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What is known today as the Republic of Chad (République du Tchad or جمهورية تشاد) was once considered a crossroads of
civilization, connecting many North African empires during the first two millenia BCE. The Kanem Empire (700 to 1387 CE)
absorbed most of modern Chad into its own territory and controlled the trans-Saharan trade routes, as did its many successors.
By 1900, the French had claimed much of North Africa as its territory and established the Territoire Militaire des Pays et
Protectorats du Tchad, yet the region was ruled rather loosely and considered primarily a source of raw cotton. Chad was
granted independence on August 11, 1960, following the French trend of releasing most of its former colonial possessions that
began in the early 1950s.
Chad has unfortunately been plagued with civil war and struggled against external aggression since shortly after gaining independence. The first of these internal wars was instigated by a coalition of Muslim groups who overthrew the government and executed François Tombalbaye, the first president of Chad, in 1965. A state of sporadic civil warfare would subsequently exist from 1978 until 1987, with Libya involving itself in military matters on four seperate occasions. The Libyans would ultimately be defeated and expelled in what is often called the Toyota War (December 16, 1986 to September 11, 1987) when Chadian forces pulled together under the leadership of Hissène Habré. Habré would govern the nation as a dictator until 1990, when he was overthrown by General Idriss Déby. A short period of stability and peace lasted until 2003, when a new civil war broke out, pitting the Chadian government against various dissident groups such as the United Front for Democratic Change, United Forces for Development and Democracy, Gathering of Forces for Change, and the National Accord of Chad. The country continues to struggle with war into the present period.
The Armed Forces of Chad are today called the Forces Nationale Tchad (FNT).
Camouflage Patterns of Chad
One of the earliest dissident groups to form in Chad was the Front de Libération Nationale du Tchad or FROLINAT (1966-1993). Supported by Libya, during the 1980s many combatants were known to wear a "leopard spot" pattern camouflage, similar to that worn by Zaire but having a much more yellowish colorway. It is speculated the uniforms may have originated in Libya.
From the late 1970s until perhaps the late 1980s, some Chadian government forces wore the Egyptian made "rocks" pattern camouflage, undoubtedly imported from that country.
Another camouflage design to emerge during this period was a variation of the Belgian jigsaw design, similar again to a design worn by Zaire. The Chadian pattern features black, brown and turquoise jigsaw shapes on a khaki background, whereas the Zairean version is more green in appearance. Of undertermined origin, the pattern and fabric may have originated in Europe. Some of these uniforms would later end up in the hands of Libyans.
French tenue de leópard or lizard pattern was also a frequently encountered camouflage pattern during this late 1970s and early 1980s period. The F1 style uniform was exported by Asian manufacturers all over Africa, in nations as disparate as Burkina Faso, Gabon, Mali, and Rwanda.
Similiar to the Asian copy of French lizard camouflage, but having distinctive shapes, a Chinese "lizard" pattern has also been heavily exported to many African nations, including Chad. Its use here dates to the present era, primarily with Chadian government forces.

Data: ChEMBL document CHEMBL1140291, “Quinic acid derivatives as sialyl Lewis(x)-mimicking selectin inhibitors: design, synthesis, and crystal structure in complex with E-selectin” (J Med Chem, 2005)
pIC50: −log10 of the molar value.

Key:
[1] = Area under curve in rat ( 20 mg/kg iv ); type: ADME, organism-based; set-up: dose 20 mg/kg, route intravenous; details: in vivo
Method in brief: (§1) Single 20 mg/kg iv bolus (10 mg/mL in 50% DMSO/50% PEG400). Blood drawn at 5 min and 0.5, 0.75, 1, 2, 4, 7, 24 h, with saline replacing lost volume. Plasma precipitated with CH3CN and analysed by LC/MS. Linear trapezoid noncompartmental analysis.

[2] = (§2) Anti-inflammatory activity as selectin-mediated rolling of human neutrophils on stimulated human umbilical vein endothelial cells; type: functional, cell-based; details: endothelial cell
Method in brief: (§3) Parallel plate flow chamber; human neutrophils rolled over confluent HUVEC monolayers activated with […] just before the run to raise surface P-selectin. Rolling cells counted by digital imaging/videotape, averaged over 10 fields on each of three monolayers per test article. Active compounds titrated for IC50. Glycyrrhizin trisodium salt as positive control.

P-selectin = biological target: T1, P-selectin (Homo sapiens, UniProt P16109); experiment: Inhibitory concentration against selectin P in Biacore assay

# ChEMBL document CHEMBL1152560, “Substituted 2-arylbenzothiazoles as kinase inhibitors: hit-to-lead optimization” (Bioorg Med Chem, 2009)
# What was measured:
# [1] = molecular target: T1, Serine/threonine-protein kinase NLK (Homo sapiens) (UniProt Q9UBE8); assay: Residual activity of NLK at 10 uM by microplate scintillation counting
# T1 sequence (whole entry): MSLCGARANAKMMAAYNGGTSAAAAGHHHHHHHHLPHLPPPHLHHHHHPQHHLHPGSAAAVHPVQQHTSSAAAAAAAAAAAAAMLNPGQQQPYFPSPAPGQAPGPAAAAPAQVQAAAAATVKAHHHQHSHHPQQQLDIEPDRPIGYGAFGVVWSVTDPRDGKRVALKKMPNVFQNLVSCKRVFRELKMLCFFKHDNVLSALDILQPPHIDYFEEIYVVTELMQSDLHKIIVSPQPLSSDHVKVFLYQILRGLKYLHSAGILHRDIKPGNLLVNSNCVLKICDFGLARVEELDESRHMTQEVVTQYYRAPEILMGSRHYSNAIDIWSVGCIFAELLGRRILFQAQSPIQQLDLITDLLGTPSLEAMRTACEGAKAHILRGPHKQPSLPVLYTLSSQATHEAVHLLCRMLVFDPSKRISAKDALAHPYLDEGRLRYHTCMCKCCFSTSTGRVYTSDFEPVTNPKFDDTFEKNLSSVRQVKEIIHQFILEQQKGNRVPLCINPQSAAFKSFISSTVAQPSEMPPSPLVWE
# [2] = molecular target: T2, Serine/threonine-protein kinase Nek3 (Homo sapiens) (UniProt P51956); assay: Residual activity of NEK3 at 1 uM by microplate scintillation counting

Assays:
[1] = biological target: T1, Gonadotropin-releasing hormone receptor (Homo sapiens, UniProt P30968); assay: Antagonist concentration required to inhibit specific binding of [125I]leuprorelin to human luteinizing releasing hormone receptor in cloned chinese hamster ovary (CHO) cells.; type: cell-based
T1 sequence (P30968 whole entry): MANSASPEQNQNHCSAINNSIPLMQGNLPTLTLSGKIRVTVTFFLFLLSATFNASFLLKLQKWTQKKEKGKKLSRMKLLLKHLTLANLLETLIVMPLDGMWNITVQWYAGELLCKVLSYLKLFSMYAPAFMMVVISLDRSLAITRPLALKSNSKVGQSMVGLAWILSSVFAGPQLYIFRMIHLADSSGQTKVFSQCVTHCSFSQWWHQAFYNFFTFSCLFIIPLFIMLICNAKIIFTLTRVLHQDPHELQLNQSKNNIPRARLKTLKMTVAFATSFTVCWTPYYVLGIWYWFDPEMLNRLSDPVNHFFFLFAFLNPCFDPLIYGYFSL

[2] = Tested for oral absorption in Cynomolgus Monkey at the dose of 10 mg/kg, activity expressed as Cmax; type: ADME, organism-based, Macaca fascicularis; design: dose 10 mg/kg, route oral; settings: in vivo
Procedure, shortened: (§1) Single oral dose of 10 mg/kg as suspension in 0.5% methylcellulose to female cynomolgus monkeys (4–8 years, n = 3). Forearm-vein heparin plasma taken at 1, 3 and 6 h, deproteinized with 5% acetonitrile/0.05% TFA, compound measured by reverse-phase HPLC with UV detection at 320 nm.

An Asian-made copy of the US six-color "chocolate chip" pattern camouflage has been worn by Chadian government forces since the late 1980s.
Also appearing among Chadian government forces during this period is an Asian-made copy of the US m81 woodland camouflage pattern.
More recently (2006 to present), government forces of Chad have worn the US tricolor desert pattern, undoubtedly imported from Asia.
Some elements of the FNT also wear the Kuwaiti National Guard "amoeba" pattern.
An Asian copy of the US-designed Multicam pattern is also in use by the FNT.
One unique design worn by Chadian forces is based on the US woodland camouflage design, but incorporating dark brown, medium brown and beige shapes on a tan background.
A more literal copy of the US woodland camouflage pattern is also currently worn by the ANT, particularly in the Southern regions of Chad.
Although reputedly under copyright and strict license guidelines, a copy of the Jordanian KA2 desert digital camouflage pattern has been documented in use by members of the FNT. No doubt the origins of the pattern and uniforms are Chinese, where international copyright laws do not seem to be recognized.
Personnel from Chad serving with the OAU in 2012 have also been observed wearing a copy of the KA2 Jordanian Royal Guard camouflage pattern, seen here.
Another frequently-copied digital pattern that has appeared on some personnel from the Chadian Armed Forces is this Asian-made version of USMC MARPAT.
Another variation of the woodland camouflage design appeared on Chadian participants to exercise Flintlock 2015. This variation has a distinctive yellowish-base color.
First appearing in the 2014-2015 period, a copy of the Norwegian desert camouflage pattern is also in use with some personnel of the Chad Armed Forces.
Chadian personnel deployed to Mali with the UN in 2016 wore a unique three-color desert pattern incorporating large patches of brown on sand, with very sparse black shapes.
Army Special Operations personnel were observed in 2016 wearing a copy of the Universal Camouflage Pattern (UCP) while undergoing instruction from US Army Special Forces.
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